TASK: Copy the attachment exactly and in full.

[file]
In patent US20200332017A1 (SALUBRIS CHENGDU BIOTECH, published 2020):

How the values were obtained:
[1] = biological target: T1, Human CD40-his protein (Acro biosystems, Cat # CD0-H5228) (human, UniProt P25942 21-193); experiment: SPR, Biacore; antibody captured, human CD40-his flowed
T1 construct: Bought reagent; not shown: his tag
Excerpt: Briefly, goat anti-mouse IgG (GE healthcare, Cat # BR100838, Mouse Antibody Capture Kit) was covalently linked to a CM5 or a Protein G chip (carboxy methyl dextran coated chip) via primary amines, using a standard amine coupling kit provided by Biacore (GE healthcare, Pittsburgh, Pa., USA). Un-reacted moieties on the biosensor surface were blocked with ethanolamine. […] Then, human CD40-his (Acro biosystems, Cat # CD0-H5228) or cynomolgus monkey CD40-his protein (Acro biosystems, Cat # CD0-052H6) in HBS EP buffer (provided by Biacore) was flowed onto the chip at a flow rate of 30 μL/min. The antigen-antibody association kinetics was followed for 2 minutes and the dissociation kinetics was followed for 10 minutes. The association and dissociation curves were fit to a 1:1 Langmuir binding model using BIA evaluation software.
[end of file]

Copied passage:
In patent US20200332017A1 (SALUBRIS CHENGDU BIOTECH, published 2020):

How the values were obtained:
[1] = biological target: T1, Human CD40-his protein (Acro biosystems, Cat # CD0-H5228) (human, UniProt P25942 21-193); experiment: SPR, Biacore; antibody captured, human CD40-his flowed
T1 construct: Bought reagent; not shown: his tag
Excerpt: Briefly, goat anti-mouse IgG (GE healthcare, Cat # BR100838, Mouse Antibody Capture Kit) was covalently linked to a CM5 or a Protein G chip (carboxy methyl dextran coated chip) via primary amines, using a standard amine coupling kit provided by Biacore (GE healthcare, Pittsburgh, Pa., USA). Un-reacted moieties on the biosensor surface were blocked with ethanolamine. […] Then, human CD40-his (Acro biosystems, Cat # CD0-H5228) or cynomolgus monkey CD40-his protein (Acro biosystems, Cat # CD0-052H6) in HBS EP buffer (provided by Biacore) was flowed onto the chip at a flow rate of 30 μL/min. The antigen-antibody association kinetics was followed for 2 minutes and the dissociation kinetics was followed for 10 minutes. The association and dissociation curves were fit to a 1:1 Langmuir binding model using BIA evaluation software.